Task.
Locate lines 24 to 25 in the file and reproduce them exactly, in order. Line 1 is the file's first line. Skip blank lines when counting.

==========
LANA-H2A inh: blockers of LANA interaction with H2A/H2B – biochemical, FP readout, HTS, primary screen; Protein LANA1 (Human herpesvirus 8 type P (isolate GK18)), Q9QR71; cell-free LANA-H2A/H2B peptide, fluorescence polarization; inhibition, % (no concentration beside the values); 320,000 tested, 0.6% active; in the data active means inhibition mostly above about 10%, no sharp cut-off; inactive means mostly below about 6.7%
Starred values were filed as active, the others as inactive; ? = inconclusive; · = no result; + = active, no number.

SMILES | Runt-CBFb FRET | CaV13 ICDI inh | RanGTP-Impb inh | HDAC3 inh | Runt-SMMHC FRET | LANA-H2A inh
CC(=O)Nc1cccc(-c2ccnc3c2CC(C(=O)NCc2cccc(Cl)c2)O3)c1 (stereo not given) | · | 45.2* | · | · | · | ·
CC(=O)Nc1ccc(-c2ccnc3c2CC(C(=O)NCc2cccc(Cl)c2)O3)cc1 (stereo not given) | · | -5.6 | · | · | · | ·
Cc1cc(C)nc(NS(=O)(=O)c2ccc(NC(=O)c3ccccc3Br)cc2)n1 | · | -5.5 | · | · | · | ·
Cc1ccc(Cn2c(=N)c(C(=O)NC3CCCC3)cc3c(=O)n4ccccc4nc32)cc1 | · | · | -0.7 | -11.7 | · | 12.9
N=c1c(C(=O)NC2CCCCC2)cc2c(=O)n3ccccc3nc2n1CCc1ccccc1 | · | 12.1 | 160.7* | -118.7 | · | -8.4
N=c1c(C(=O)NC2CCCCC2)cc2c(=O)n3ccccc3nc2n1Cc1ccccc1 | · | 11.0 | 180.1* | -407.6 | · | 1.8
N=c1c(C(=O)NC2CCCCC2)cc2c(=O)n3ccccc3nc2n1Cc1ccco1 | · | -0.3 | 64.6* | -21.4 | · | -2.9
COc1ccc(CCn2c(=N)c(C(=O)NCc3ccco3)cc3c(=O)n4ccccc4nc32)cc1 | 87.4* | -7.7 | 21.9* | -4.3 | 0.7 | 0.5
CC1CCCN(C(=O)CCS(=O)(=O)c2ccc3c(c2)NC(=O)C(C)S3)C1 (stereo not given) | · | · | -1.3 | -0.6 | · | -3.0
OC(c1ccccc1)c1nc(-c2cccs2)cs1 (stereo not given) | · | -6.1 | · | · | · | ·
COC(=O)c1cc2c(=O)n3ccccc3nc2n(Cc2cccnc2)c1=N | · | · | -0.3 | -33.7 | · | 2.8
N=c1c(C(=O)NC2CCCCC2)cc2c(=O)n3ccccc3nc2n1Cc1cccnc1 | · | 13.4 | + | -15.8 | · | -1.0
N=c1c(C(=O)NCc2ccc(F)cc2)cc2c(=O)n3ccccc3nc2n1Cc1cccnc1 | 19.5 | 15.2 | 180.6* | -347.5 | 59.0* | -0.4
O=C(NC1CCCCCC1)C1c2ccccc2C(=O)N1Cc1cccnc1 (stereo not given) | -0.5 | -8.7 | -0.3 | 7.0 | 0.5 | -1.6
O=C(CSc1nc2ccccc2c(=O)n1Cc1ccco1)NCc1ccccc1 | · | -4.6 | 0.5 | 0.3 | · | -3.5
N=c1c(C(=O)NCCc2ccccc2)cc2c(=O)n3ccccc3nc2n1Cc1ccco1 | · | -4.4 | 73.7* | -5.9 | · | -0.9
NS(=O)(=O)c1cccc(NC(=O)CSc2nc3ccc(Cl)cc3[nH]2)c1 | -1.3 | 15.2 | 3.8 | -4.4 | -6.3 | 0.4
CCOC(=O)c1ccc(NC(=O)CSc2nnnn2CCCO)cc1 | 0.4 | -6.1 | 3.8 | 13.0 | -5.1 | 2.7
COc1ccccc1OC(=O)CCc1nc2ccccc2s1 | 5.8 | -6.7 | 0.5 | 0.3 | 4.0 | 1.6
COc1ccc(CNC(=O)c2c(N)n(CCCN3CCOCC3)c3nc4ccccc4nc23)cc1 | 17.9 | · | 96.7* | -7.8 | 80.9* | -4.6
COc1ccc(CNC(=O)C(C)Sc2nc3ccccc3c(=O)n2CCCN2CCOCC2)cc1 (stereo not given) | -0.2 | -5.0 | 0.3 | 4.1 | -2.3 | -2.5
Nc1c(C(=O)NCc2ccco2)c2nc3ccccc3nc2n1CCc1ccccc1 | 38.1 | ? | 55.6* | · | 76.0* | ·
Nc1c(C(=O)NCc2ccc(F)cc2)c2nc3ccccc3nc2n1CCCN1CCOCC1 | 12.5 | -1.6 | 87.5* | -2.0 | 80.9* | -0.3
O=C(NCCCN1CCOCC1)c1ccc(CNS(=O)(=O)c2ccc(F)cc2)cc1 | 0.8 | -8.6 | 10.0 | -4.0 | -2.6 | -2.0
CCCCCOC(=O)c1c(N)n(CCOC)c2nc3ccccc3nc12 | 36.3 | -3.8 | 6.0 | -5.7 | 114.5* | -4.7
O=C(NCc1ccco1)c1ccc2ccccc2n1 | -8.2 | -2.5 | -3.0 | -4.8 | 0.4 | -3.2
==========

COc1ccc(CNC(=O)C(C)Sc2nc3ccccc3c(=O)n2CCCN2CCOCC2)cc1 (stereo not given) | -0.2 | -5.0 | 0.3 | 4.1 | -2.3 | -2.5
Nc1c(C(=O)NCc2ccco2)c2nc3ccccc3nc2n1CCc1ccccc1 | 38.1 | ? | 55.6* | · | 76.0* | ·